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Putting bright heads together
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Only when a research center maintains its expertise and independence can it help decision-makers, says an article in the China Youth Daily. Following is an excerpt:

Beijing recently established the China Center of International Economic Exchanges, a high-level think tank. Besides academic researchers, some retired government leaders have reportedly joined this center.

The public seems to have little confidence in academic researchers in recent years. Some of the researchers have already lost the public's trust because they made undue comments or incorrect forecasts on major issues of concern.

Compared with these researchers, media reports seem to pin hopes on retired government leaders. They are probably right in this aspect, but these retired government leaders may not be conducting specific research for the center. The academic researchers will still be the backbone of the research team.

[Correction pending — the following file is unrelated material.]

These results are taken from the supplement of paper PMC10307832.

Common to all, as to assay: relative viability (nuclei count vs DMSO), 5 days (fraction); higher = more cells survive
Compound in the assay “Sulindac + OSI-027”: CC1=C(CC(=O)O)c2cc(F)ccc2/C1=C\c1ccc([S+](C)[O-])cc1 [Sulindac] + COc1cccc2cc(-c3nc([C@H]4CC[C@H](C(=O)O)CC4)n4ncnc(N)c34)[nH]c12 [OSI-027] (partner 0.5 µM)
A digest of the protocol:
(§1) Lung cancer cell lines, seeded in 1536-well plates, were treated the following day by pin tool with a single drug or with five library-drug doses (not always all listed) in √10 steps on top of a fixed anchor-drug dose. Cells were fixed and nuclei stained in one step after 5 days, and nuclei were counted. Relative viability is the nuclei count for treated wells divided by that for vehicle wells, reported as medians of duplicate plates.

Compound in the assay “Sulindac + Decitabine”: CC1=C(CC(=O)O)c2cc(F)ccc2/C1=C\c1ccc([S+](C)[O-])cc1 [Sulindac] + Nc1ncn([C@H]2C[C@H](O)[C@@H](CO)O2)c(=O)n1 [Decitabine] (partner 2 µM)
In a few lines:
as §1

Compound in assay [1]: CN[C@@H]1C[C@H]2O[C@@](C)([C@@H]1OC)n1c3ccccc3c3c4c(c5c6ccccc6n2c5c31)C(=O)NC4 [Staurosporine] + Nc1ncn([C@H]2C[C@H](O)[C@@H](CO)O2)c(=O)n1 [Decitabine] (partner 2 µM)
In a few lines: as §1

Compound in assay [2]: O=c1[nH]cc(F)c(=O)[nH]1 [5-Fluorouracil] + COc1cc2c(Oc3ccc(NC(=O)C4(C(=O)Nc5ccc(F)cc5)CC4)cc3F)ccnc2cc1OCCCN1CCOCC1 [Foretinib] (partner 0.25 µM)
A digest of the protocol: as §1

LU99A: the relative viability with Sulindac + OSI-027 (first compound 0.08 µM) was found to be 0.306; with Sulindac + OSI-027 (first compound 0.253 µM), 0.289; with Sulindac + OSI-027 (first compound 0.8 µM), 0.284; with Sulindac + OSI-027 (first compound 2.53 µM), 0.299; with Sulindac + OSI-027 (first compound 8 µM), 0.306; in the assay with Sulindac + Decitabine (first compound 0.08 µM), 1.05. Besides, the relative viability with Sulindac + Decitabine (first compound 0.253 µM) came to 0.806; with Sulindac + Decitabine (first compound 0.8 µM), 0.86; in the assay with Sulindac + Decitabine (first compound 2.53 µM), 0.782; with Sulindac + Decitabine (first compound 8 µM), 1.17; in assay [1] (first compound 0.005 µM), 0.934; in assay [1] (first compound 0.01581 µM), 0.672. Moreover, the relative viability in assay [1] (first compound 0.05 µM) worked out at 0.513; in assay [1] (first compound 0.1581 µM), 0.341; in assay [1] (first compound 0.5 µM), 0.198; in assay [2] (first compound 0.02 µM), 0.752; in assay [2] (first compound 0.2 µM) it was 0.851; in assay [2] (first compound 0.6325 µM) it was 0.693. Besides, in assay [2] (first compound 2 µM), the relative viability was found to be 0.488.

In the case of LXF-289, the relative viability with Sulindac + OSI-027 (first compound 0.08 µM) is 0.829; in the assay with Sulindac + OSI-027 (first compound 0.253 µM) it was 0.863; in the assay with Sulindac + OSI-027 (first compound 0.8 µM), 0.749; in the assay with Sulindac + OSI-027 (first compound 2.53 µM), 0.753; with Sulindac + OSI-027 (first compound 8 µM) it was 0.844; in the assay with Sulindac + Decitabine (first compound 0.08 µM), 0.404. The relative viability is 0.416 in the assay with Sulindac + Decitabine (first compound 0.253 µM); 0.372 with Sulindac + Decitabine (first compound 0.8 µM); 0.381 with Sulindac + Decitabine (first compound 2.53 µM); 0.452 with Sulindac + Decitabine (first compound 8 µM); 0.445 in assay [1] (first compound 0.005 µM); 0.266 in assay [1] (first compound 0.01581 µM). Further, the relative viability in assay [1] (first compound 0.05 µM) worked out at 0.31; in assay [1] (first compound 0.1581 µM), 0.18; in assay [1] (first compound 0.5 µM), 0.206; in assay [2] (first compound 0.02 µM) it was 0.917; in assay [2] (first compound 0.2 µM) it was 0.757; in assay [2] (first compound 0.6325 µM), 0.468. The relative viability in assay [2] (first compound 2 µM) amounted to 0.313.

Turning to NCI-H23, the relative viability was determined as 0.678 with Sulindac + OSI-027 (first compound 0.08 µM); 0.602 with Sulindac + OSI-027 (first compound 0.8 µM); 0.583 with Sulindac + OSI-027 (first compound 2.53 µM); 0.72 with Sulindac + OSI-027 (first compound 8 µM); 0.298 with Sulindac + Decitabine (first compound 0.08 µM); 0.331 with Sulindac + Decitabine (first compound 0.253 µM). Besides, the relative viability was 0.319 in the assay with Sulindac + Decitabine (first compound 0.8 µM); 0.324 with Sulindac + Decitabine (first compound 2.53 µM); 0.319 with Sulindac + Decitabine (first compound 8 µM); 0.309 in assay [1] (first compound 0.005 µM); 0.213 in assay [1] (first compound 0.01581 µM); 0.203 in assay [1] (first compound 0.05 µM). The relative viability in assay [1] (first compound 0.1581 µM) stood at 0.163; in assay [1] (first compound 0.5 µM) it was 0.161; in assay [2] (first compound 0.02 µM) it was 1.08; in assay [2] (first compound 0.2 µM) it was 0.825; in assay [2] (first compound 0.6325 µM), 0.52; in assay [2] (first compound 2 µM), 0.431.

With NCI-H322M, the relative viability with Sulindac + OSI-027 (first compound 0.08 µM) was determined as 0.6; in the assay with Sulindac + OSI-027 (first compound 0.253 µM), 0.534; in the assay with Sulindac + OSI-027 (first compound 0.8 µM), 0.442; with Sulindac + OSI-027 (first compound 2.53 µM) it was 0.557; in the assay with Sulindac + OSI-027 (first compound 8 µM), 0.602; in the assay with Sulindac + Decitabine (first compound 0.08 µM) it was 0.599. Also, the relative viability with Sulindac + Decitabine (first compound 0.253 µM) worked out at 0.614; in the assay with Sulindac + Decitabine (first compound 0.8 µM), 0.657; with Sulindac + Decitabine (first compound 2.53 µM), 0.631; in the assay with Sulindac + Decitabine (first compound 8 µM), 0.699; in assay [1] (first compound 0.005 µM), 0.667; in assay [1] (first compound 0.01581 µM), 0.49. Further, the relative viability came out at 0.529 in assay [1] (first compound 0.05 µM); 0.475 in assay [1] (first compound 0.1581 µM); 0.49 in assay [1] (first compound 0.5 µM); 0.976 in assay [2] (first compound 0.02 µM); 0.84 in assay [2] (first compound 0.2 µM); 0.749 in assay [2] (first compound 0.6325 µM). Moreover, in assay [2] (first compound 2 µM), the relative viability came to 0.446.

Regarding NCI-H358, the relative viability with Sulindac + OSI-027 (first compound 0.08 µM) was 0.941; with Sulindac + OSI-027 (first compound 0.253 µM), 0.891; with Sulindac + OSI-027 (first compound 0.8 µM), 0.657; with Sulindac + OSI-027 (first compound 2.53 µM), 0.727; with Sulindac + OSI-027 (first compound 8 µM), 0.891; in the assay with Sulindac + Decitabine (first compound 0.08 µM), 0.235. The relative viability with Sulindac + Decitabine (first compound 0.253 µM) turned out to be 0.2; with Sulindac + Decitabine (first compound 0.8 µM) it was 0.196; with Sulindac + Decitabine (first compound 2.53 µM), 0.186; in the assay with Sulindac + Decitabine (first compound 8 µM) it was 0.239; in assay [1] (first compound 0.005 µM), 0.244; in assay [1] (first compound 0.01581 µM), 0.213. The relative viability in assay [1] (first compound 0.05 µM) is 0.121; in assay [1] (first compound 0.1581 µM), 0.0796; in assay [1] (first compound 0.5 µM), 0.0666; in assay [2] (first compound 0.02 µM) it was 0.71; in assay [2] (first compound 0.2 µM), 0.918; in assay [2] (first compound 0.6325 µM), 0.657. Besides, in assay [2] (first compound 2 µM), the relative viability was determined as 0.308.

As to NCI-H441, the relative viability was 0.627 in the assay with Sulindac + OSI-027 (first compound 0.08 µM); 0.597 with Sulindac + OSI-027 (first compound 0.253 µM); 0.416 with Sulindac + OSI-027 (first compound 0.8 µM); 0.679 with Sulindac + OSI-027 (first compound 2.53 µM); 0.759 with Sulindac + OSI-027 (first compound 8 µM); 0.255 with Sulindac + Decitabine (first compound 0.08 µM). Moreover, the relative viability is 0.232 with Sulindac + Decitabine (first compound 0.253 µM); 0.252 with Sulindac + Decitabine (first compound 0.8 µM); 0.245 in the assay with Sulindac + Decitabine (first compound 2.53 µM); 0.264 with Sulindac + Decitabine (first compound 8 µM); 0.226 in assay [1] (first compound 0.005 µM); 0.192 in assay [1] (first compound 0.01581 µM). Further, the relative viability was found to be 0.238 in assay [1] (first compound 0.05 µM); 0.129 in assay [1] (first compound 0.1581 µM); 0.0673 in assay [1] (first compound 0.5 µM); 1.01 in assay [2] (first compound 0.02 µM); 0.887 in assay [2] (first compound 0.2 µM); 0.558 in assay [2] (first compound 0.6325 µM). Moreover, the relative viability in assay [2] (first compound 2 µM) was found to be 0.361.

The loss of confidence in some researchers does not necessarily mean all of them are useless and untrustworthy. Some government leaders disrespect experts and researchers at heart and only believe in themselves. That is why the professional suggestions of many researchers are usually vetoed by government leaders as "not suitable to the real conditions" at advisory meetings held by the government.

Currently, our government lacks transparency. A significant amount of information that should have been made public is either locked in the archives of the government or deemed confidential. Under this condition, researchers can only provide advice based on academic information rather than practical experience when they are consulted by the government.

The establishment of this center is to help decision-makers with their own research. Therefore, expertise is the first characteristic of this center. The center must also be free from intervention from the government or any other bodies.

(China Daily April 14, 2009)

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